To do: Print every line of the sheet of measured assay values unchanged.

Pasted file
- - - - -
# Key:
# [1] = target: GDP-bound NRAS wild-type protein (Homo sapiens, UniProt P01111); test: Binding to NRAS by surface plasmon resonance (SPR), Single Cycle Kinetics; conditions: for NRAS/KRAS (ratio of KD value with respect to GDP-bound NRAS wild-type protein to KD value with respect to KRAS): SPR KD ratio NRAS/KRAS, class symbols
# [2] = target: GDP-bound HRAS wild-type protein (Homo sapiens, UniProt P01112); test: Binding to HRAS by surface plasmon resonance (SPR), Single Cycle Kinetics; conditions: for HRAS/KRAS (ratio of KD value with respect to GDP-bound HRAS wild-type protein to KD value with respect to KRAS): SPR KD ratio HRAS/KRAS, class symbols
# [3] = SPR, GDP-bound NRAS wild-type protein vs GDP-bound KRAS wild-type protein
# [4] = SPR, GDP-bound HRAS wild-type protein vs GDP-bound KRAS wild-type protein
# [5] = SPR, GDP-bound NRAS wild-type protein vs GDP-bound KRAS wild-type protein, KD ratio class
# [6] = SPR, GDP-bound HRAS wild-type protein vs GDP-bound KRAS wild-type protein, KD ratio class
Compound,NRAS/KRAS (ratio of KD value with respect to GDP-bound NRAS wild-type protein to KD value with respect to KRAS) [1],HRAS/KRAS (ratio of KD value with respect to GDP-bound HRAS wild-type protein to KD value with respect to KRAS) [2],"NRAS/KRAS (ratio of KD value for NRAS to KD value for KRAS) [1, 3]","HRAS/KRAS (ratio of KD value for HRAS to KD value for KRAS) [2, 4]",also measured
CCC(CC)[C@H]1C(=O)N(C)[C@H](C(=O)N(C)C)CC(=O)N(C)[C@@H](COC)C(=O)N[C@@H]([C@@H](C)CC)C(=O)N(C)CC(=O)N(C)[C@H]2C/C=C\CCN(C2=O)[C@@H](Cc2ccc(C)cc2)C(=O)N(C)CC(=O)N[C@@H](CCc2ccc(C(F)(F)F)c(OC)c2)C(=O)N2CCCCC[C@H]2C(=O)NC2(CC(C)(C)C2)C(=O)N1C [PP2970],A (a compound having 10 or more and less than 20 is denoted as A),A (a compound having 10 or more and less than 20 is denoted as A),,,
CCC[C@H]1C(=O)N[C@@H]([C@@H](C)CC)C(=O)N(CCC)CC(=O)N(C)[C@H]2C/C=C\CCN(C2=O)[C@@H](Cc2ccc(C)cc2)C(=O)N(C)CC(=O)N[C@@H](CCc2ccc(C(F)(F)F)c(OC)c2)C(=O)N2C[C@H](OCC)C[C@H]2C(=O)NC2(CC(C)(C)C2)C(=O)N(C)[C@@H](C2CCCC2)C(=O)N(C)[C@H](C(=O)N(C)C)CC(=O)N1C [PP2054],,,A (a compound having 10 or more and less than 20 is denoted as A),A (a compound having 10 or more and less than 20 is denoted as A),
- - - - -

# Key:
# [1] = target: GDP-bound NRAS wild-type protein (Homo sapiens, UniProt P01111); test: Binding to NRAS by surface plasmon resonance (SPR), Single Cycle Kinetics; conditions: for NRAS/KRAS (ratio of KD value with respect to GDP-bound NRAS wild-type protein to KD value with respect to KRAS): SPR KD ratio NRAS/KRAS, class symbols
# [2] = target: GDP-bound HRAS wild-type protein (Homo sapiens, UniProt P01112); test: Binding to HRAS by surface plasmon resonance (SPR), Single Cycle Kinetics; conditions: for HRAS/KRAS (ratio of KD value with respect to GDP-bound HRAS wild-type protein to KD value with respect to KRAS): SPR KD ratio HRAS/KRAS, class symbols
# [3] = SPR, GDP-bound NRAS wild-type protein vs GDP-bound KRAS wild-type protein
# [4] = SPR, GDP-bound HRAS wild-type protein vs GDP-bound KRAS wild-type protein
# [5] = SPR, GDP-bound NRAS wild-type protein vs GDP-bound KRAS wild-type protein, KD ratio class
# [6] = SPR, GDP-bound HRAS wild-type protein vs GDP-bound KRAS wild-type protein, KD ratio class
Compound,NRAS/KRAS (ratio of KD value with respect to GDP-bound NRAS wild-type protein to KD value with respect to KRAS) [1],HRAS/KRAS (ratio of KD value with respect to GDP-bound HRAS wild-type protein to KD value with respect to KRAS) [2],"NRAS/KRAS (ratio of KD value for NRAS to KD value for KRAS) [1, 3]","HRAS/KRAS (ratio of KD value for HRAS to KD value for KRAS) [2, 4]",also measured
CCC(CC)[C@H]1C(=O)N(C)[C@H](C(=O)N(C)C)CC(=O)N(C)[C@@H](COC)C(=O)N[C@@H]([C@@H](C)CC)C(=O)N(C)CC(=O)N(C)[C@H]2C/C=C\CCN(C2=O)[C@@H](Cc2ccc(C)cc2)C(=O)N(C)CC(=O)N[C@@H](CCc2ccc(C(F)(F)F)c(OC)c2)C(=O)N2CCCCC[C@H]2C(=O)NC2(CC(C)(C)C2)C(=O)N1C [PP2970],A (a compound having 10 or more and less than 20 is denoted as A),A (a compound having 10 or more and less than 20 is denoted as A),,,
CCC[C@H]1C(=O)N[C@@H]([C@@H](C)CC)C(=O)N(CCC)CC(=O)N(C)[C@H]2C/C=C\CCN(C2=O)[C@@H](Cc2ccc(C)cc2)C(=O)N(C)CC(=O)N[C@@H](CCc2ccc(C(F)(F)F)c(OC)c2)C(=O)N2C[C@H](OCC)C[C@H]2C(=O)NC2(CC(C)(C)C2)C(=O)N(C)[C@@H](C2CCCC2)C(=O)N(C)[C@H](C(=O)N(C)C)CC(=O)N1C [PP2054],,,A (a compound having 10 or more and less than 20 is denoted as A),A (a compound having 10 or more and less than 20 is denoted as A),